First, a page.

Your heart is at the centre of your cardiovascular system. It is responsible for a number of jobs that keep your whole body working, from the circulation of nutrients and oxygen to the maintenance of your immune system. It even removes carbon dioxide and other waste from the body’s tissues—another very valuable function. Maintaining a healthy heart enables our organs to thrive, giving us life and vitality.
Reading about the signs
There are a number of warning signs that indicate you may be suffering from a common heart condition—many of these can go undetected or ignored:
Swelling of the feet
A sudden persistent cough
Extreme pain when walking
Feeling dizzy or light-headed
Getting easily exhausted even though you are fit
Heart palpitations or irregular heartbeat
If you experience these symptoms persistently, it is always best to get them checked; visit your doctor for advice.
How can you maintain a healthy heart?
Leading an overall healthy lifestyle will make a huge difference to your heart’s health; therefore, making the right lifestyle choices is essential.
Quitting smoking is one of the single best things you can do for your heart with smoking being among the leading causes of coronary heart disease. The NHS reports that a year after quitting smoking, your risk of heart attack reduces by 50 percent. If you wish to give up smoking for good, try the NHS Smokefree service or contact your doctor for useful advice.
Watch your weight
Being overweight dramatically increases your risk of heart disease. Eating a balanced diet that is rich in nutrients will provide your body with what it needs to thrive. Consume a healthy proportion of fruits, vegetables, protein, carbohydrates and dairy products. Endeavour to eat the recommended five portions of fruit and vegetables each day. Consuming over the recommended 14 units of alcohol per week can affect your waistline, so lowering your consumption may help to further curb calorie intake. Reducing fat and sugar levels in your food will also help to maintain a healthy weight.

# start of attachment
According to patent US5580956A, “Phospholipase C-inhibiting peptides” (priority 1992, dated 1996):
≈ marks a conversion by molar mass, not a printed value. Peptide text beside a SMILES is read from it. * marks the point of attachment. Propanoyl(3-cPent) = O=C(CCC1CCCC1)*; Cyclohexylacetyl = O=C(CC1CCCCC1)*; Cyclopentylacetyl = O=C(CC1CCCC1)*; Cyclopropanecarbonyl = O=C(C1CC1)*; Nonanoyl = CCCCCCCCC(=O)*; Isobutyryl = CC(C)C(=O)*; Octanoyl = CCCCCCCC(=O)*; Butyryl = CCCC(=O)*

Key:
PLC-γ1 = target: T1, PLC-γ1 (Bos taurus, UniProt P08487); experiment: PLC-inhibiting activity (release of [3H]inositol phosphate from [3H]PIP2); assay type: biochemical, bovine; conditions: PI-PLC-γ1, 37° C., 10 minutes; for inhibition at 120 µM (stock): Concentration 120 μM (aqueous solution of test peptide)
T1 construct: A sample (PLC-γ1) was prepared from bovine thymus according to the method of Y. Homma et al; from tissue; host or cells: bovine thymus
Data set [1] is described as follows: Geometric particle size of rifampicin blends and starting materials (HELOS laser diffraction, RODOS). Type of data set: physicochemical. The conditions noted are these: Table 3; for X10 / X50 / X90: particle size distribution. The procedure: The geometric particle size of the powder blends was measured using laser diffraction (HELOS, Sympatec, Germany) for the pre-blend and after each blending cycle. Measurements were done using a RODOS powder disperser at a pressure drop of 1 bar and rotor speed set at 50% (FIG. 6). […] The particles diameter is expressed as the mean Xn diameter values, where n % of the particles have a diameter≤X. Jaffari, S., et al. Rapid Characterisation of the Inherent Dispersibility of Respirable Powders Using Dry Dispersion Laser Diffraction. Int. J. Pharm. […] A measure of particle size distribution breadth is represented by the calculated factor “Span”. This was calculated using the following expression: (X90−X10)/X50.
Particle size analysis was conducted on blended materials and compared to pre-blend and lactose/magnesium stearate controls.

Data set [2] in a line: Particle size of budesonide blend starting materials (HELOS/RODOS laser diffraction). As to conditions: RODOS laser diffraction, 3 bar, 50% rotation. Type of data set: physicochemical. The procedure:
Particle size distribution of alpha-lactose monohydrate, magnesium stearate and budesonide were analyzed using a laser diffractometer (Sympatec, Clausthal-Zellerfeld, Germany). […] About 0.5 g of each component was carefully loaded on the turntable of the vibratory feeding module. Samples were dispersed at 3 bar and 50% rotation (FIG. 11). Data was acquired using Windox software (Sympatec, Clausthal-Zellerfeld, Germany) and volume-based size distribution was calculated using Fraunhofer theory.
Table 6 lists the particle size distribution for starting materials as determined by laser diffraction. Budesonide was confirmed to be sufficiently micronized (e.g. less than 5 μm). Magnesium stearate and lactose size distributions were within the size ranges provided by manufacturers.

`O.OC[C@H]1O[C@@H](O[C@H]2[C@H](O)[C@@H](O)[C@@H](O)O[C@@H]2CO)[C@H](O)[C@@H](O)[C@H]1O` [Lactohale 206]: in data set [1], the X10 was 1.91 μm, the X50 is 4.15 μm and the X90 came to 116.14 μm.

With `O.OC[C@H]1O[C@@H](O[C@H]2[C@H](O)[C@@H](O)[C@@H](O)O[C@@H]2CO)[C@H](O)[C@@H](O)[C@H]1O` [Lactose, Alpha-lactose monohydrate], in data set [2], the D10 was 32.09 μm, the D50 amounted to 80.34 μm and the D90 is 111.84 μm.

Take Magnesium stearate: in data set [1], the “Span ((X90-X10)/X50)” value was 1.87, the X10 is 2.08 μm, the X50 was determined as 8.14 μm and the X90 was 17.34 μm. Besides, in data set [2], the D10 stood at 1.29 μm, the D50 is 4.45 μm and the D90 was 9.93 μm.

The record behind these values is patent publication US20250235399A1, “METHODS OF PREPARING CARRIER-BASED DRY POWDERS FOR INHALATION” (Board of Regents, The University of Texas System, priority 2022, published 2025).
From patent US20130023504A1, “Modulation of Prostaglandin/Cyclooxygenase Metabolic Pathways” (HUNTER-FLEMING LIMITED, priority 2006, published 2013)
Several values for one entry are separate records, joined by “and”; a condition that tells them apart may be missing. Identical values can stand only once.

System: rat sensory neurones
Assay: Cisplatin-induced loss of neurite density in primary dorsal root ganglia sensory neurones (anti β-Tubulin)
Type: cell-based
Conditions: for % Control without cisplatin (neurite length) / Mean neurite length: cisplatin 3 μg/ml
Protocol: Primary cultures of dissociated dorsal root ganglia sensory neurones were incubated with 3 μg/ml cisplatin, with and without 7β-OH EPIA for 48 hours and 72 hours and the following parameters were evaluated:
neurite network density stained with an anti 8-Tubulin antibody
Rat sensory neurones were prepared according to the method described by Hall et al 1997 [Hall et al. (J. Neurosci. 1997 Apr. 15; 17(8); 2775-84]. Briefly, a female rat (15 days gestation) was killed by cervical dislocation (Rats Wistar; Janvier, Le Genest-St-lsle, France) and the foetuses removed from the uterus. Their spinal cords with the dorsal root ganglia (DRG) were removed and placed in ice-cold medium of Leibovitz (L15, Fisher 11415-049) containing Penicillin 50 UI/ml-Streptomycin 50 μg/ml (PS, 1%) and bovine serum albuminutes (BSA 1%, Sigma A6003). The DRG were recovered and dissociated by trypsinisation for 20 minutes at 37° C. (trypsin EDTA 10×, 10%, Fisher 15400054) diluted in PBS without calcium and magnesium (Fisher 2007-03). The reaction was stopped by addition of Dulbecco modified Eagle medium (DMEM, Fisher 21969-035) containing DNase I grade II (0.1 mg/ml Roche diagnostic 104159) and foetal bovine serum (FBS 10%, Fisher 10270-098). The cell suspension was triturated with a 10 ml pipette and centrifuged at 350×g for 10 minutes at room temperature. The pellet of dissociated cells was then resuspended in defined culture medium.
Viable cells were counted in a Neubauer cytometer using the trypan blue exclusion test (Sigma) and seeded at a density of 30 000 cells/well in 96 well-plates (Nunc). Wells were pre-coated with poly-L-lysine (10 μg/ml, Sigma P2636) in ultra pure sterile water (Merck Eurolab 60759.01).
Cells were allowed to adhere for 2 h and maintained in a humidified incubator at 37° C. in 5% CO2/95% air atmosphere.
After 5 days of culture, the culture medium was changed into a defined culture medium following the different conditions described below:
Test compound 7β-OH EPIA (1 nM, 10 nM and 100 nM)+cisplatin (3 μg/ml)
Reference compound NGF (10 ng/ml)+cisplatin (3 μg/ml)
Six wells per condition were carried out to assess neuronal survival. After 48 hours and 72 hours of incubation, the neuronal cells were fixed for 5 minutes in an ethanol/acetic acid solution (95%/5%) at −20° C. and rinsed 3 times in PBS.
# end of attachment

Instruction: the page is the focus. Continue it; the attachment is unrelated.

Including regular exercise into your routine is a great way to reduce stress and improve your mood. More importantly, getting—and staying—active can lower your chances of developing heart disease and other life-threatening conditions including diabetes. The government recommends at least 150 minutes of moderate aerobic exercise per week. This can be achieved through 30 minutes of moderate intensity activity spread over five days and can involve cycling to work or going for a jog in the morning.
Eat more fibre
You should aim to consume around 30 grams of fibre a day. This can be obtained from a variety of sources including bran, oats, wholemeal bread, wholegrain cereals and whole fruits and vegetables. Eating plenty of fibre can help to prevent heart disease by decreasing levels of cholesterol in the blood. High levels of cholesterol can cause a fatty buildup in the artery walls, leading to potentially severe health issues later on in life.
Reduce salt intake
Excessive salt in your diet can contribute to high blood pressure, which will increase your chances of stroke or coronary heart disease. Taking small steps to reduce your salt intake can make a world of difference. Start by removing salt from the dinner table and gradually add less to your cooking. Look out for high levels of salt lurking in ready meals and store-bought sauces. A food is high in salt if it contains more than 1.5 grams in a 100-gram serving; always check food labels carefully.
Get Into The Blood Flow